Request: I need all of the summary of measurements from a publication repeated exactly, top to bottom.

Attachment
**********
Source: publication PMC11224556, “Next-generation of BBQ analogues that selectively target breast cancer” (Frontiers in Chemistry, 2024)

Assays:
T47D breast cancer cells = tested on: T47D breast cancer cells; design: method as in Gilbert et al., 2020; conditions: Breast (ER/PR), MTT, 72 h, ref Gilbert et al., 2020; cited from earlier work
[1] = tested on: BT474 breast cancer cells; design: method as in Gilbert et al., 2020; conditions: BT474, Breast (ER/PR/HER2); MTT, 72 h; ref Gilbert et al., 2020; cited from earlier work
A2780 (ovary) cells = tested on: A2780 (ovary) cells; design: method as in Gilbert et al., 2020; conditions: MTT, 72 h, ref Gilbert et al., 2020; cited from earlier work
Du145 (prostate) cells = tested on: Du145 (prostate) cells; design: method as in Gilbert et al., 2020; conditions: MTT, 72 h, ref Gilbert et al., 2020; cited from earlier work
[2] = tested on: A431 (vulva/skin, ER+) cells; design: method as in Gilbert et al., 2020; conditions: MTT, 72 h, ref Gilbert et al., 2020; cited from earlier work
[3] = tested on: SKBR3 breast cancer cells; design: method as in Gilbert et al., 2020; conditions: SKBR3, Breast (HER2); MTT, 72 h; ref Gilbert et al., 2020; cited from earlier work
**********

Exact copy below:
Source: publication PMC11224556, “Next-generation of BBQ analogues that selectively target breast cancer” (Frontiers in Chemistry, 2024)

Assays:
T47D breast cancer cells = tested on: T47D breast cancer cells; design: method as in Gilbert et al., 2020; conditions: Breast (ER/PR), MTT, 72 h, ref Gilbert et al., 2020; cited from earlier work
[1] = tested on: BT474 breast cancer cells; design: method as in Gilbert et al., 2020; conditions: BT474, Breast (ER/PR/HER2); MTT, 72 h; ref Gilbert et al., 2020; cited from earlier work
A2780 (ovary) cells = tested on: A2780 (ovary) cells; design: method as in Gilbert et al., 2020; conditions: MTT, 72 h, ref Gilbert et al., 2020; cited from earlier work
Du145 (prostate) cells = tested on: Du145 (prostate) cells; design: method as in Gilbert et al., 2020; conditions: MTT, 72 h, ref Gilbert et al., 2020; cited from earlier work
[2] = tested on: A431 (vulva/skin, ER+) cells; design: method as in Gilbert et al., 2020; conditions: MTT, 72 h, ref Gilbert et al., 2020; cited from earlier work
[3] = tested on: SKBR3 breast cancer cells; design: method as in Gilbert et al., 2020; conditions: SKBR3, Breast (HER2); MTT, 72 h; ref Gilbert et al., 2020; cited from earlier work